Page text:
Aristophanes says his speech explains “the source of our desire to love each other.” He says,

“Love is born into every human being; it calls back the halves of our original nature together; it tries to make one out of two and heal the wound of human nature. Each of us, then, is a ‘matching half’ of a human whole…and each of us is always seeking the half that matches him.”

This diagnosis should sound familiar to our ears. It’s the notion of love ingrained deep in the American consciousness, inspiring Hallmark writers and Hollywood producers alike – imparted with each Romantic Comedy on offer.

Love is the discovery of one’s soulmate, we like to say; it is to find your other half – the person who completes me, as Jerry Maguire, Tom Cruise’s smitten sports agent, so famously put it.

As a philosopher, I am always amazed how Plato’s account here, uttered by Aristophanes, uncannily evokes our very modern view of love. It is a profoundly moving, beautiful, and wistful account.

As Aristophanes depicts it, we may see love as the cure for our wound, or the “wound of human nature.” So, what is this wound? On one hand, of course, Aristophanes means something quite literal: the wound perpetrated by Zeus. But for philosophers, talk of a “wound of human nature” suggests so much more.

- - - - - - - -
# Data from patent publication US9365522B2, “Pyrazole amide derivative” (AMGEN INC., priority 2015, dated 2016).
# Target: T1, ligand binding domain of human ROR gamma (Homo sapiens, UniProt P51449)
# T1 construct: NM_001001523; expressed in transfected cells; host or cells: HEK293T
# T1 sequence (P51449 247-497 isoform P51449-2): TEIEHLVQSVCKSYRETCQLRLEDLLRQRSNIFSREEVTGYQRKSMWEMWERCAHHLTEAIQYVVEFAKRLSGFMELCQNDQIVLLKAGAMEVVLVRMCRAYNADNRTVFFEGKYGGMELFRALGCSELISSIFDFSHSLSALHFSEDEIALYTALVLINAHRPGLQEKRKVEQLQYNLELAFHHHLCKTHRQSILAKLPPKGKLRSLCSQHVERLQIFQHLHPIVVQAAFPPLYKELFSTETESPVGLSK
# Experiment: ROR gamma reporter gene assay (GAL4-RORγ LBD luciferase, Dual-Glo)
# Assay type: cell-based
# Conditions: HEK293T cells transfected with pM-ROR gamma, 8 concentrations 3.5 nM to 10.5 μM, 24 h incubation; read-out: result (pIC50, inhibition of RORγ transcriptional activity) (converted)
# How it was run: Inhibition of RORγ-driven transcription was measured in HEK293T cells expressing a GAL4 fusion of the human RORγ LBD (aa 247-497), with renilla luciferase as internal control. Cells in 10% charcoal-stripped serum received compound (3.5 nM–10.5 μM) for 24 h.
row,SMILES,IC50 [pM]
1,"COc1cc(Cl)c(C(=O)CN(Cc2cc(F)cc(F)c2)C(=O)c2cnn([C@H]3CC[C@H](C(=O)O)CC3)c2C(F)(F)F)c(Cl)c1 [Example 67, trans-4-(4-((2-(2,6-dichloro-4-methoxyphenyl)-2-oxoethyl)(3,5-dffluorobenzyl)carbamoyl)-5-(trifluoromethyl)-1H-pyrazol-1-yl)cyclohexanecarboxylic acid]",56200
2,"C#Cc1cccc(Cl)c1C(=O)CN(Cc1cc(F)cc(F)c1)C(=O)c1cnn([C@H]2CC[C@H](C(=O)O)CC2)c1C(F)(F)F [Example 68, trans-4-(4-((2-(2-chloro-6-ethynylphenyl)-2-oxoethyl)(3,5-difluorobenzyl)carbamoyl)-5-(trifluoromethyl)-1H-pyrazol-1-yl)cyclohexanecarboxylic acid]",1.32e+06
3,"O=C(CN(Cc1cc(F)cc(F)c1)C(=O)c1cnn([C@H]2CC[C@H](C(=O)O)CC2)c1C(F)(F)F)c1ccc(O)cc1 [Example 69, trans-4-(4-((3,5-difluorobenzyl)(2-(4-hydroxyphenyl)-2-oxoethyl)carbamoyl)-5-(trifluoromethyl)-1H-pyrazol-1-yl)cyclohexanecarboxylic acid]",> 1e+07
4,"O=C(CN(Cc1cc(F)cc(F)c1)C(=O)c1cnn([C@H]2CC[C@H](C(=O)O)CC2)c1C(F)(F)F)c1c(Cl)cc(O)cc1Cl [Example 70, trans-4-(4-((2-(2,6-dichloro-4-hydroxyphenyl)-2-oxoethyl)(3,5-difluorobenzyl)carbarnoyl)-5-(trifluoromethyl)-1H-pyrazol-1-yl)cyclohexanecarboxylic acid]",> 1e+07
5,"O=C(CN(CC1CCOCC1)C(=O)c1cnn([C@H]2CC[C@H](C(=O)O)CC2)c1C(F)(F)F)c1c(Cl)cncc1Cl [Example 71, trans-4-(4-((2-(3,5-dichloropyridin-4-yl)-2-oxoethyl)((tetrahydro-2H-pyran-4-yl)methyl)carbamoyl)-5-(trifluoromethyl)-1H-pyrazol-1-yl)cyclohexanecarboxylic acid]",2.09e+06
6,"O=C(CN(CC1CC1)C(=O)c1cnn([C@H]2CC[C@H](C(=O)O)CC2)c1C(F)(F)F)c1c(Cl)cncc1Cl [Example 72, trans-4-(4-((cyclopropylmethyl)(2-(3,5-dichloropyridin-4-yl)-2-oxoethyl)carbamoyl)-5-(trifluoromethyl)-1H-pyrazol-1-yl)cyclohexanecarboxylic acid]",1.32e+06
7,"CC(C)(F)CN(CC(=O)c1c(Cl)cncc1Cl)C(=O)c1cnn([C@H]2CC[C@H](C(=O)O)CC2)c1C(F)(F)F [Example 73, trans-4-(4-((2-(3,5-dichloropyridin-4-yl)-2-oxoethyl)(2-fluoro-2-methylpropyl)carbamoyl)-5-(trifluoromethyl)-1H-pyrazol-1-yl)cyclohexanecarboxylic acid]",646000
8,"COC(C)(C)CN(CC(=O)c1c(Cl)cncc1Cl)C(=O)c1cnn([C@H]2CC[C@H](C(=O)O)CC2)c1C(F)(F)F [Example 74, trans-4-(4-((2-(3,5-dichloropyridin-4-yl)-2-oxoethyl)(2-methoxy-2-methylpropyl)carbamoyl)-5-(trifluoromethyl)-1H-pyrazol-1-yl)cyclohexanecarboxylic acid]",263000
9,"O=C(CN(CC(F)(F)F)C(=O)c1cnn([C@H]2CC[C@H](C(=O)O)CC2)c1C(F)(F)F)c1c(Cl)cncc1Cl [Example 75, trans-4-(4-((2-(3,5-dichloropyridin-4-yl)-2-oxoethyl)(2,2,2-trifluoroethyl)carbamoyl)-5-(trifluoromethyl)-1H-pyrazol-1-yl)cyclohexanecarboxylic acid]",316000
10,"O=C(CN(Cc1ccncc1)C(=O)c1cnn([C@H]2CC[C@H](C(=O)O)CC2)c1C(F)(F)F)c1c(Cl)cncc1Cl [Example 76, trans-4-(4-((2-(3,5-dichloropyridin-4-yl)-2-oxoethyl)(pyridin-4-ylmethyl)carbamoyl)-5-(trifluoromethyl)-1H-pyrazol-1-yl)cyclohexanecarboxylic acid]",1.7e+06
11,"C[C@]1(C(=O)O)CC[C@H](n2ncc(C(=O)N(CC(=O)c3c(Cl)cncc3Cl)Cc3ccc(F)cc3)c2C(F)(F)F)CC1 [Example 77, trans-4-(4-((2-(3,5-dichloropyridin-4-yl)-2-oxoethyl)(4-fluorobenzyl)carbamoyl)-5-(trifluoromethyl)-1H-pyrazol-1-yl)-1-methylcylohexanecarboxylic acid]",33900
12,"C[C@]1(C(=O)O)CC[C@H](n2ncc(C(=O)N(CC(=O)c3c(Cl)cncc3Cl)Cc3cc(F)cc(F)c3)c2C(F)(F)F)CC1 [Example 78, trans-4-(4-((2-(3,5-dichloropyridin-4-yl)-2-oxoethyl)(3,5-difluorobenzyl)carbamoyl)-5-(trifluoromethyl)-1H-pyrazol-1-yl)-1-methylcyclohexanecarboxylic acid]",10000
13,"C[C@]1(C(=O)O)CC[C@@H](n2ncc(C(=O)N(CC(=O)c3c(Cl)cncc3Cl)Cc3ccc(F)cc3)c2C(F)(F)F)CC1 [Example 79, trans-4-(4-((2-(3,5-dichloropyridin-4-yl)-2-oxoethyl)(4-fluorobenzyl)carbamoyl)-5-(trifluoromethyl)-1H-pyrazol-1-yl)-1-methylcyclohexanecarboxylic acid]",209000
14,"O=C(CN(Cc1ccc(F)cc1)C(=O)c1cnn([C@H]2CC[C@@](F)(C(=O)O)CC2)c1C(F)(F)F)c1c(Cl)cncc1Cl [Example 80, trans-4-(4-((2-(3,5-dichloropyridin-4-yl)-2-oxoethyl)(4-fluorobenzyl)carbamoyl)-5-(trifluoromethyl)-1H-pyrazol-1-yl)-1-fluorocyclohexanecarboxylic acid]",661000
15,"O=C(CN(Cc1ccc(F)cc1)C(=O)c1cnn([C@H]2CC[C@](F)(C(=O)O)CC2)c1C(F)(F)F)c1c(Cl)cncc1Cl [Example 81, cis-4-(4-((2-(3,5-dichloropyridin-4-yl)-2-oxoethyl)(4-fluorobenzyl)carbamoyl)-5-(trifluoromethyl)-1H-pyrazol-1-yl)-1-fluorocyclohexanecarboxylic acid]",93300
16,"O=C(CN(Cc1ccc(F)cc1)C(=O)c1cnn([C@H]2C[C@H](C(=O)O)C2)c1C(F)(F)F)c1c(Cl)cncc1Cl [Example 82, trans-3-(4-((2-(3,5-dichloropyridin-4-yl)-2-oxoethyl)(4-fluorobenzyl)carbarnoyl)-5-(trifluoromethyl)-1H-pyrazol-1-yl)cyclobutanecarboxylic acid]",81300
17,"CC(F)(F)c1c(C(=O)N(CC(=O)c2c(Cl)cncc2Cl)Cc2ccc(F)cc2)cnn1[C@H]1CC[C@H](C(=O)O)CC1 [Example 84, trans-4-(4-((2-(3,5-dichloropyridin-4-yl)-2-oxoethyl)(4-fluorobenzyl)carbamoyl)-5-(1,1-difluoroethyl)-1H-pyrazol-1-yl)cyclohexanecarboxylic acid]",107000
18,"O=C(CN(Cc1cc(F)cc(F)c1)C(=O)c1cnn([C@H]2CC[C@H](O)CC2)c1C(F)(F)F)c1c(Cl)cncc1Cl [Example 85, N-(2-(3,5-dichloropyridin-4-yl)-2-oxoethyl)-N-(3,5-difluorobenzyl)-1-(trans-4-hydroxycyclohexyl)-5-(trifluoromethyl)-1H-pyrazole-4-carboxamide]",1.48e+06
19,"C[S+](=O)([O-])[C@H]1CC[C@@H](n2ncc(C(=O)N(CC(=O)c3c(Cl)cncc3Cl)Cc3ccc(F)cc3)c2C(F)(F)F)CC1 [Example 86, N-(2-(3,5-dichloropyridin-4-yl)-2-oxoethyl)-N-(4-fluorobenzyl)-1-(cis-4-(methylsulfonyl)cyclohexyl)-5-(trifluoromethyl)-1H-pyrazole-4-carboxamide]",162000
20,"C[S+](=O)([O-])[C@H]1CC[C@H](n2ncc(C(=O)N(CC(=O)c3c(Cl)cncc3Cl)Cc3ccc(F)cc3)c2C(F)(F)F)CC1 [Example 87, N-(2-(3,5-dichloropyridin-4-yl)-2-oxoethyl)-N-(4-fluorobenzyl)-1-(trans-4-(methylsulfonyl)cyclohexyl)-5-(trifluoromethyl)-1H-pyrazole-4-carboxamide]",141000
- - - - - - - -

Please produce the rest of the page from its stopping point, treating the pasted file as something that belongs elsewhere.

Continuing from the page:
Why do we seek love?

Humans are inherently wounded, the Greek philosophers agreed. At the very least, they concluded, we are prone to fatal habits, seemingly ingrained in our nature.

Humans insist on looking for satisfaction in things that cannot provide real or lasting fulfillment. These false lures include material goods, also power, and fame, Aristotle explained. A life devoted to any of these goals becomes quite miserable and empty.

Christian philosophers, led by Augustine, accepted this diagnosis, and added a theological twist. Pursuit of material goods is evidence of the Fall, and symptomatic of our sinful nature. Thus, we are like aliens here in this world – or as the Medievals would put it, pilgrims, on the way to a supernatural destination.

Humans seek to satisfy desire in worldly things, Augustine says, but are doomed, because we bear a kernel of the infinite within us. Thus, finite things cannot fulfill. We are made in the image of God, and our infinite desire can only be satisfied by the infinite nature of God.

In the 17th century, French philosopher Blaise Pascal offered an account of the wound of our nature more in tune with secular sensibilities. He claimed that the source of our sins and vices lay in our inability to sit still, be alone with ourselves, and ponder the unknowable.